Published June 7, 2009

The early folk song collecting expeditions of Cecil Sharp and others informed the rest of America about the remarkable breadth of fiddle tunes in southern Appalachia, many of which closely resembled songs collected in the British Isles generations earlier. Still serving as a main source of dance music and the competitive focus of a vibrant network of “Fiddlers Conventions,” old time fiddling continues to thrive in Southwest Virginia. Since his childhood in the Shenandoah Valley of Virginia, master fiddler Mark Campbell has traveled around the region, collecting and playing the old time music. He learned bowing and picking styles from some of the giants of the last generation of great musicians of North Carolina, Virginia, and West Virginia, including Melvin Wine, Tommy Jarrell, Ernie Carpenter, Pug Allen, and many others. Over the years Mark has become quite an accomplished fiddler himself, having been named the 2001 Champion Fiddler at the Appalachian String Band Festival at Clifftop, West Virginia, and the two-time champion of the State Fair of Virginia fiddle contest. Now living in Richmond, Mark is also sought out as one of the genre’s greatest teachers, and he has chosen two of his most promising young students, Isaac Akers and Barrow Wheary, for a more extensive apprenticeship.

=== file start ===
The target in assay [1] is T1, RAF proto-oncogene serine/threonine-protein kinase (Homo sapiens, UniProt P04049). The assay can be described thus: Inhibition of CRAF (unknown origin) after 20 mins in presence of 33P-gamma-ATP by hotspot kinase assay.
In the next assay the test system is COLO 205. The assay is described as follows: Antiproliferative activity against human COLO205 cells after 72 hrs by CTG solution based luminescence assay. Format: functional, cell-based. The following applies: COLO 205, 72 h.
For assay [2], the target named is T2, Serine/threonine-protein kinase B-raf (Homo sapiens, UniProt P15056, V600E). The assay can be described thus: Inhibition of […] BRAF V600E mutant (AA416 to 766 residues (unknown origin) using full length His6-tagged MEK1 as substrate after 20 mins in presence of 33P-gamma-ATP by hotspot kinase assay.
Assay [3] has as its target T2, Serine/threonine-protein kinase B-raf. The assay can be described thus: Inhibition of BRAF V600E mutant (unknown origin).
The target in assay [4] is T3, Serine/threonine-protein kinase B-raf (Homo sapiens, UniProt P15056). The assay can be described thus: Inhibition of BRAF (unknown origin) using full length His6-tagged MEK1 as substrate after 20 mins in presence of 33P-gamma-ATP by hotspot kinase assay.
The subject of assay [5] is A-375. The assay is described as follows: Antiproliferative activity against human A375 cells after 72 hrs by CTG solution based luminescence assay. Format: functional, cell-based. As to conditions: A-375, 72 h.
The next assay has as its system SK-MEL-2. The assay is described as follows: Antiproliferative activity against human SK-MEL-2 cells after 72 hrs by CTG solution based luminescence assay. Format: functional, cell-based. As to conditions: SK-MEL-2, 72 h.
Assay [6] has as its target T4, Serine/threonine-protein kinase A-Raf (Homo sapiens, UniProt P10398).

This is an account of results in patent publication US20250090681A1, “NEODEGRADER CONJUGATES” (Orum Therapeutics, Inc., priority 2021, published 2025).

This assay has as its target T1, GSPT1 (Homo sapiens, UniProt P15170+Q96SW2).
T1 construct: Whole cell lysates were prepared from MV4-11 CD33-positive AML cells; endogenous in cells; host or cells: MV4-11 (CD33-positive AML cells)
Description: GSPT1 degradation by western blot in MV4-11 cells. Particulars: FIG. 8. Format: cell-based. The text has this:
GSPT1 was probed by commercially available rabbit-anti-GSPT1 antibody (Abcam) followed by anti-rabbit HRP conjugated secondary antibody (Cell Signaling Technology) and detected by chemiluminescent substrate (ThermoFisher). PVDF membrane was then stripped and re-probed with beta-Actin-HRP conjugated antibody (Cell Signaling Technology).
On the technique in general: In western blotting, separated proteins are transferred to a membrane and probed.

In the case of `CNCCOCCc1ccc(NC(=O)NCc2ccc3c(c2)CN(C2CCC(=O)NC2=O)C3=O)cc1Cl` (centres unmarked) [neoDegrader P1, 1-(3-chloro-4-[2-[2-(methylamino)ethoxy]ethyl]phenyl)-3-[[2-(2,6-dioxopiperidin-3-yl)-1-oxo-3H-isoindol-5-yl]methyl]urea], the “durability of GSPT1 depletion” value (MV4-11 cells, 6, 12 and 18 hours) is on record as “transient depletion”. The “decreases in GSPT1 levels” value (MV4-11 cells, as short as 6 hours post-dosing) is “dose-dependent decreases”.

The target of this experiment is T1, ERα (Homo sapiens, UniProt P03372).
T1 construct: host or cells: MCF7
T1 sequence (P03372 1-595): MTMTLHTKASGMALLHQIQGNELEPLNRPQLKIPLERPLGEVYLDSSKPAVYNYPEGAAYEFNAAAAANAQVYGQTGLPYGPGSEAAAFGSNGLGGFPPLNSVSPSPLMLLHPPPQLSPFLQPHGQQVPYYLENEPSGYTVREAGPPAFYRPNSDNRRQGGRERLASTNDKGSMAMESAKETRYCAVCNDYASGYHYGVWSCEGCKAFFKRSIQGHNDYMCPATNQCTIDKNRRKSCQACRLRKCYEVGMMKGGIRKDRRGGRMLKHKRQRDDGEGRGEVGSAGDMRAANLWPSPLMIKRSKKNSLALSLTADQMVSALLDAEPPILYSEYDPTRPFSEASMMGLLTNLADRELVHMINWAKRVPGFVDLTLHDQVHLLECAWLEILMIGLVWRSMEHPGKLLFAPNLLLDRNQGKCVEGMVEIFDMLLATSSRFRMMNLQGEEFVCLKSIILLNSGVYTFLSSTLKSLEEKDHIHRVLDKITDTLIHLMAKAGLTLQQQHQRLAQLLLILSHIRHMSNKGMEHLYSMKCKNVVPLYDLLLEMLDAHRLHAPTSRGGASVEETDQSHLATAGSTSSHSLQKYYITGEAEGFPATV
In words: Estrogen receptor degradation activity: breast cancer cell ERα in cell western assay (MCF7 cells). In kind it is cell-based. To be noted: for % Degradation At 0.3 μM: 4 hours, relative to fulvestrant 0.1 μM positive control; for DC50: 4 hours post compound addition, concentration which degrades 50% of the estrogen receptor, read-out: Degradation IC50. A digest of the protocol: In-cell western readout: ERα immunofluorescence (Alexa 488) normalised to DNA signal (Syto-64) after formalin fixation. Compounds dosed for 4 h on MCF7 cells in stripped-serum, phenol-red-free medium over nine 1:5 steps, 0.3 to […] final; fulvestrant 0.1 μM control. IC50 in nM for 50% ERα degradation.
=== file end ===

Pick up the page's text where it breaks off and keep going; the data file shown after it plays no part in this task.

Learning Experience

Virginia History in Song

What can songs teach us about history?